Dr. Erez Hatna researches geoinformatics, spatial analysis, agent-based modeling, and urban systems and dynamics.


Vardia Duterville picture

Vardia Duterville

Administrative Assistant to the Chair
Evan Wardell picture

Evan Wardell

Administrative Aide


Faculty Labs

NYU’s School of Global Public Health houses many dynamic centers, labs, initiatives and programs, each offering mentorship, collaboration with faculty and a chance to hone your skills in innovative, action-based learning settings. These are examples of such labs led by our department's own faculty; more from around GPH can be found here. (Please also see individual faculty pages for more on their research.)

Attachment and Health Disparities Research Lab (Dr. Stephanie Cook)

The Attachment and Health Disparities Lab seeks to understand health disparities observed among young sexual and racial/ethnic minorities through the lens of Dr. Cook’s integrated theory of adult attachment and minority stress.

Though current theoretical paradigms of attachment indicate how individuals respond to stress, these theories do not adequately account for the unique impact of social stressors on individual health and well-being, which may be of critical importance in understanding the drivers of health in marginalized populations. The negative social valuation of a marginalized identity—such as a sexual minority identity or a racial minority identity—causes stress in persons with a marginalized social status beyond the level of stress that people generally experience; this excess stress has been named minority stress.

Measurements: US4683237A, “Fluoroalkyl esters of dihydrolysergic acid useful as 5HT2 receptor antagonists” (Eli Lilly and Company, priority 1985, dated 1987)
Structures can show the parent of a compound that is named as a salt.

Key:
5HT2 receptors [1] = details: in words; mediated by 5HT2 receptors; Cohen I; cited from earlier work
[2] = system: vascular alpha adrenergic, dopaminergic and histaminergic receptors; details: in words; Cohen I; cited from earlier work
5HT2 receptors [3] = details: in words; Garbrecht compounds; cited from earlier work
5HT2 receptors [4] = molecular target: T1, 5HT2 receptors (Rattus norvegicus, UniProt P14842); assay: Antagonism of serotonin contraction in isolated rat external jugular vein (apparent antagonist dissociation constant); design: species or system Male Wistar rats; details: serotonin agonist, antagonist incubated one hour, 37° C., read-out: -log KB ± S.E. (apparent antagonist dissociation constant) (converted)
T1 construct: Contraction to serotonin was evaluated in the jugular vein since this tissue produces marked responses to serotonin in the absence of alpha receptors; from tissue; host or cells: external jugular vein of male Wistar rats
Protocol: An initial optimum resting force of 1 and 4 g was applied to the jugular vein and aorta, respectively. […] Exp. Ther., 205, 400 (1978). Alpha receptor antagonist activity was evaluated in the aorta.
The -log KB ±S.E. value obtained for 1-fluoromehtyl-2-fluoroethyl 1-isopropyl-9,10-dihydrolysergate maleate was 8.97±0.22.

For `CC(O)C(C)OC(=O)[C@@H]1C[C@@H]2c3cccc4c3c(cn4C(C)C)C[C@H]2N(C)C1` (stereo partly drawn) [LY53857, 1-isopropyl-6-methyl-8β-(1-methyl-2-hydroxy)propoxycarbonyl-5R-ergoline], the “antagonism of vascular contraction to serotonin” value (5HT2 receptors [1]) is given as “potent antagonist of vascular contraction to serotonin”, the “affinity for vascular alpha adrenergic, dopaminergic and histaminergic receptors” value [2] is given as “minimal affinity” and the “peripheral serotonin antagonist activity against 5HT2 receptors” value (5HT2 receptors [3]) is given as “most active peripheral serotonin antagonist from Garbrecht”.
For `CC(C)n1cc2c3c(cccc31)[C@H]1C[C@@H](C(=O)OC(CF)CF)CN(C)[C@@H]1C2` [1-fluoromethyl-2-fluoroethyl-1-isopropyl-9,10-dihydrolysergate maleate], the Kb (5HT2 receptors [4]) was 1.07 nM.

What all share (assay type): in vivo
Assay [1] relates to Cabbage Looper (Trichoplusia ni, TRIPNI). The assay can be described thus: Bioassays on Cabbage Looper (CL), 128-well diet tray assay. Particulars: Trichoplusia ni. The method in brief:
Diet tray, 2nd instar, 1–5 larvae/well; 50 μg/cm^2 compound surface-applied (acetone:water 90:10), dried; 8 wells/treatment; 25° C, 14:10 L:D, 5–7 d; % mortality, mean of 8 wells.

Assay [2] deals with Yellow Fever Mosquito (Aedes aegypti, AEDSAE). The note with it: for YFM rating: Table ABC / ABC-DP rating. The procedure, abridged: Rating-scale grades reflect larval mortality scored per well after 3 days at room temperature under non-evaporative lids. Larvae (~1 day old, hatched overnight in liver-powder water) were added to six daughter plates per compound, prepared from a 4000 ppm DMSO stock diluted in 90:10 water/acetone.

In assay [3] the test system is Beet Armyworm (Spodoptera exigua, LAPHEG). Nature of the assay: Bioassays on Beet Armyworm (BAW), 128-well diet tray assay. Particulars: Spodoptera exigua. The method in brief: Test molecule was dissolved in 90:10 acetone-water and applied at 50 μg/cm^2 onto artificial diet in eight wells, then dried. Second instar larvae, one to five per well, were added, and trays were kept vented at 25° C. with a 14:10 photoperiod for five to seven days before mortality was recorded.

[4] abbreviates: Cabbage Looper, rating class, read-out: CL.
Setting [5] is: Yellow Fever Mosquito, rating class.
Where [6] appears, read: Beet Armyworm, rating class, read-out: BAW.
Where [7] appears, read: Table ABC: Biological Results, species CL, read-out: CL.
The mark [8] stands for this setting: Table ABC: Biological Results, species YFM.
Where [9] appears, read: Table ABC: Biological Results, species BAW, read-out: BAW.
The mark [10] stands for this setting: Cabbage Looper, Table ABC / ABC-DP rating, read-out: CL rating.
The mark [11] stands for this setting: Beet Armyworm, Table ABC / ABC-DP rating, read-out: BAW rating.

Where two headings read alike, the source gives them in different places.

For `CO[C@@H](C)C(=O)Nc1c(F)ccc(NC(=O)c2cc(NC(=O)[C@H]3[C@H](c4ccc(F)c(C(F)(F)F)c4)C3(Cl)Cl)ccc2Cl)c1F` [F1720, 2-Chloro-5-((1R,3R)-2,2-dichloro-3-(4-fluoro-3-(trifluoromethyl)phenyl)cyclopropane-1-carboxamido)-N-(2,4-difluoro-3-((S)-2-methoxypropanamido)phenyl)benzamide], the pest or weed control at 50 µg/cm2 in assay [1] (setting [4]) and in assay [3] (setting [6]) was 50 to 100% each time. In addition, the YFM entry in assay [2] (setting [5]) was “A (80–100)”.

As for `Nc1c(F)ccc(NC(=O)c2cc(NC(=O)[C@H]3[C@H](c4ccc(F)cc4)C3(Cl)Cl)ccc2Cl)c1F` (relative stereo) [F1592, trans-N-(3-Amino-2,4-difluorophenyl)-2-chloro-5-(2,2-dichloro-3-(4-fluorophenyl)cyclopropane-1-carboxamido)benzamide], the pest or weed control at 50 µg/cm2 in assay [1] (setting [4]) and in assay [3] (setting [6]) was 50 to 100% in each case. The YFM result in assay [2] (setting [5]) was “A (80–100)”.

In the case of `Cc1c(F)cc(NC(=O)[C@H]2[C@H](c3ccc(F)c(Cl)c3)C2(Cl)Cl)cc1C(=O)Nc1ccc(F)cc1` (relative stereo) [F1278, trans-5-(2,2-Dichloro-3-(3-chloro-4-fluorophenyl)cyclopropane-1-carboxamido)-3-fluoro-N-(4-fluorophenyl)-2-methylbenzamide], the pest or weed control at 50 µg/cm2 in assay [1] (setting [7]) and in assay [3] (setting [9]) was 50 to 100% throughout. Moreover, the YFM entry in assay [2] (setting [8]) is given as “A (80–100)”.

However, many theories of minority stress are limited and inadequately delineate the associations between attachment orientation, stress, and subsequent health outcomes.  Making these theoretical and empirical linkages is important for understanding how to address health disparities among disadvantaged individuals who are at heightened risk for experiencing minority stress compared to other individuals (e.g., African-American youth, sexual minority men). Therefore, one of the main objectives of Dr. Cook’s research is to understand the pathways and mechanisms located particularly at the intersection of marginalized identities that link attachment, minority stress, and health among disadvantaged individuals.